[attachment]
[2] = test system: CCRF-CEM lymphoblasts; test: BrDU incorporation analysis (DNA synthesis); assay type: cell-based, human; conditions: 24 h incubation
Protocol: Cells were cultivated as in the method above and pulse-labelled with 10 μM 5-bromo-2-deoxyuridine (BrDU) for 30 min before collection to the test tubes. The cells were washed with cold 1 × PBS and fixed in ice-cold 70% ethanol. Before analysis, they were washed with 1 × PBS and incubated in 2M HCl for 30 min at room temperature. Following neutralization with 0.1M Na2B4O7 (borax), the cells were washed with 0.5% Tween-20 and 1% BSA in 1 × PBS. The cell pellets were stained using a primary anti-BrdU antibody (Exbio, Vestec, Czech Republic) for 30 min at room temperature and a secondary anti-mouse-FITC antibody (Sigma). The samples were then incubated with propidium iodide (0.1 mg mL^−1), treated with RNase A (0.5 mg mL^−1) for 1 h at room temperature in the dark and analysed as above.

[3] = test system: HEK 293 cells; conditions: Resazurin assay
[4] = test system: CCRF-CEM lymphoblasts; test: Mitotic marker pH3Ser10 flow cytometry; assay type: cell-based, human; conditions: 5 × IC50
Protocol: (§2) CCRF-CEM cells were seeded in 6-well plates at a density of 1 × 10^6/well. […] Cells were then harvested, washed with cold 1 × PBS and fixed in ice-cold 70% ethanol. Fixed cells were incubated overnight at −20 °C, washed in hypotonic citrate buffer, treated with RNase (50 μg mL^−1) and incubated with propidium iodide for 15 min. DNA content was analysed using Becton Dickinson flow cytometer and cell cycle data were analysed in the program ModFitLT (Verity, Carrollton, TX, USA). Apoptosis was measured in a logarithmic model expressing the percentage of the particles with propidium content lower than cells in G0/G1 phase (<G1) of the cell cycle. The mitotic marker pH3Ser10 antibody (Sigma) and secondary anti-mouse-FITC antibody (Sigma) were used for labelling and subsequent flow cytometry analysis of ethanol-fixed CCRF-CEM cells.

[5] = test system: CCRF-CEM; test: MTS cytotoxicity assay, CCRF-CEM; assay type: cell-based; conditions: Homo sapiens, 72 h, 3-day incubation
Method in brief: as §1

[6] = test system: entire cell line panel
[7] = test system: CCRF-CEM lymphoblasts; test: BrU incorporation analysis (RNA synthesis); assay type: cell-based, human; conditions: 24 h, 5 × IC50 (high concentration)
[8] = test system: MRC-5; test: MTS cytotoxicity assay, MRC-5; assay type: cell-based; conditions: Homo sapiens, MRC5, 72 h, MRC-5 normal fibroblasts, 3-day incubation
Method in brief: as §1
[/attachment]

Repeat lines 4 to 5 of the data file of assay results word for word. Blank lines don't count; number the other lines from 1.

[4] = test system: CCRF-CEM lymphoblasts; test: Mitotic marker pH3Ser10 flow cytometry; assay type: cell-based, human; conditions: 5 × IC50
Protocol: (§2) CCRF-CEM cells were seeded in 6-well plates at a density of 1 × 10^6/well. […] Cells were then harvested, washed with cold 1 × PBS and fixed in ice-cold 70% ethanol. Fixed cells were incubated overnight at −20 °C, washed in hypotonic citrate buffer, treated with RNase (50 μg mL^−1) and incubated with propidium iodide for 15 min. DNA content was analysed using Becton Dickinson flow cytometer and cell cycle data were analysed in the program ModFitLT (Verity, Carrollton, TX, USA). Apoptosis was measured in a logarithmic model expressing the percentage of the particles with propidium content lower than cells in G0/G1 phase (<G1) of the cell cycle. The mitotic marker pH3Ser10 antibody (Sigma) and secondary anti-mouse-FITC antibody (Sigma) were used for labelling and subsequent flow cytometry analysis of ethanol-fixed CCRF-CEM cells.